Of course 1962 also was the start of “Kiners Korner’, a postgame show where Ralph would interview the stars from that nights game and also air highlights. In a world with 24 hour RalphKiners Kornerchannels devoted to highlights and interviews this does not seem like much, but it was a different world and “Kiners Korner” was a rare glimpse of both of these things. Always at ease with himself, Ralph knew an interview was about the person he was interviewing, and he had a knack for getting players to show their true personalities. The show had a light and fun air to it, and Kiner was the perfect host.

Ralph Kiner, who never played, managed, or coached for the Mets became a Mets treasure over the years. He was the last bridge to the very beginning of the franchise, and will be missed by this lifelong fan.

May he rest in peace.

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19 comments

  1. Very nice tribute, Michael. My all-time favorite interviews on Kiner’s Korner were the ones with Tom Seaver, who had a great laugh, and with Dave Kingman, who had no laugh at all.

  2. Michael Geus says:

    Loved Seaver on Kiners Korner as well. There is so much more coverage now, but everything always comes off as prepared and scripted. On Kiners Korner you often felt like you were seeing these guys as they really were. It was great stuff.

  3. Alan K. says:

    Ralph was my favorite of the three. Great sense of humor. And as great as Nelson and Murphy were, I could never imagine them doing this..http://www.youtube.com/watch?v=Xq5dnNpEud4

  4. wkkortas says:

    My father was a Pirates fan growing up, and his Pirates were the Bucs of the Kiner years. When he died, my mother sent Ralph a letter saying how much he had meant to my father all those years when Kiner was really the only reason to follow the ballclub. He sent a warm, personal hand-written note in return, which she still has and cherishes. Ralph Kiner could and can do no wrong in my eyes. Frankly, I’m heartbroken.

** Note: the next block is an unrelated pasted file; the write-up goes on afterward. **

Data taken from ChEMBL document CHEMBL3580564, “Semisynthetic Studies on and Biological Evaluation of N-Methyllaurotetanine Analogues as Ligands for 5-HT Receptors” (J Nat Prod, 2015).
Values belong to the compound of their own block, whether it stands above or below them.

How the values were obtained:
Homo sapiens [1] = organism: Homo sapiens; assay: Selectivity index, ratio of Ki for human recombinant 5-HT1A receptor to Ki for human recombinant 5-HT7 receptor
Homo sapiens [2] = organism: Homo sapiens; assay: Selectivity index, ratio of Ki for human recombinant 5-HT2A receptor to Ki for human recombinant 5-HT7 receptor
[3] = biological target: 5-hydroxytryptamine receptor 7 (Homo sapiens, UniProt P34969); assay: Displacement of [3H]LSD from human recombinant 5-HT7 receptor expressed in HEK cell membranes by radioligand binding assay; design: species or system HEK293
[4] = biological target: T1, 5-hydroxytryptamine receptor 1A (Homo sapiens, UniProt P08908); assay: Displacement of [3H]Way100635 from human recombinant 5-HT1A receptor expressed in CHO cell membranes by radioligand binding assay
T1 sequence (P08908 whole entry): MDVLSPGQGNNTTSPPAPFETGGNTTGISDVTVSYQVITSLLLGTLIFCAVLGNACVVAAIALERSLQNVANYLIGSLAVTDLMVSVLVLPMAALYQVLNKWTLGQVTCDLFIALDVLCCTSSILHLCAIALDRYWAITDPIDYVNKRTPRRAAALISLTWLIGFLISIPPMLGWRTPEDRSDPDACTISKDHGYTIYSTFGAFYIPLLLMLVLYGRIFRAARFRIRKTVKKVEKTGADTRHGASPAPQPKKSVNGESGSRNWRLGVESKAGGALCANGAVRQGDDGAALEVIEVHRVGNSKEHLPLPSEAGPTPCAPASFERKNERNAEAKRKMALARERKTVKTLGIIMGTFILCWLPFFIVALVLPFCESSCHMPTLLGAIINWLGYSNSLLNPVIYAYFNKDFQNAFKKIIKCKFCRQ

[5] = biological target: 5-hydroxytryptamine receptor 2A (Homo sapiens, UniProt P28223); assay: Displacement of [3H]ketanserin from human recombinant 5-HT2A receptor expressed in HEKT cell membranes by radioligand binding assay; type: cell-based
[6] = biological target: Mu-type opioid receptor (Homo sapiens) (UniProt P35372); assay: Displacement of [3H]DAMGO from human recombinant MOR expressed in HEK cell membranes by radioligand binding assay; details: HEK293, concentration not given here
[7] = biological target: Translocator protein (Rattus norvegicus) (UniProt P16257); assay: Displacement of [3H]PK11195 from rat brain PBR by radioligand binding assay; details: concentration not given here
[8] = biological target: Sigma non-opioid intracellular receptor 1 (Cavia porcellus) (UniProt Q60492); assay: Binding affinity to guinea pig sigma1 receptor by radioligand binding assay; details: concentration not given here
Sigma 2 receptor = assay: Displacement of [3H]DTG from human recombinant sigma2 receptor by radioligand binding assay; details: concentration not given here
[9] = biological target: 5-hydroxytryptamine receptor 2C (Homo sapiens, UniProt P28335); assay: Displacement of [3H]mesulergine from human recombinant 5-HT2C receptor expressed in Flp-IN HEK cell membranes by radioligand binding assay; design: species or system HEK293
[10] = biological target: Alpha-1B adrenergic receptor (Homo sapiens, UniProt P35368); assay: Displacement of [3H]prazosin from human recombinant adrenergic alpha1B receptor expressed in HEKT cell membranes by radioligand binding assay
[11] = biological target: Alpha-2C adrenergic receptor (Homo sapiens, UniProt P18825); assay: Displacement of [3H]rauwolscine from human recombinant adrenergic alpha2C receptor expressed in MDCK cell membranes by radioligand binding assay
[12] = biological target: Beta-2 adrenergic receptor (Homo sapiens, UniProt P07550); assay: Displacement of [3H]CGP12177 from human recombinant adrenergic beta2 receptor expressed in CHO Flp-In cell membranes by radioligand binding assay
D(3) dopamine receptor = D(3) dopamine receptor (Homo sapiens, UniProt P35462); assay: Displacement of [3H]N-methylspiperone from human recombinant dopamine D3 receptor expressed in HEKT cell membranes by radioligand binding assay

5. Raff says:

    Still remember Kiner telling the story of his kids painting a banner for Banner Day- Telling how the paint bled through to the floor or their upstairs room in their house. Telling how their banner was on the floor forever. Ralph Kiner was EVERY-MAN… He was so loveable and special. Like part of the family

  6. DD says:

    I loved Ralph’s candor. A few moments that come to mind: Ralph leading into a story that BEGINS with him and Lindsey Nelson sitting on a curb in San Francisco as dawn broke; I defy you to find another broadcaster, past or present, who would mention in passing a night of pub-crawling as a lead-in to a story. Then there was a time when McCarver asked Kiner who David Magadan’s opposite field swing reminded him of: “A lot of minor leaguers,” Kiner answered. Probably not what the front office wanted to hear.

    And so it went; Sid Fernandez broke off a beautiful curve that caught a good six inches of the plate, fooling both the batter and the umpire, who called it a Ball. “It missed, too slow.”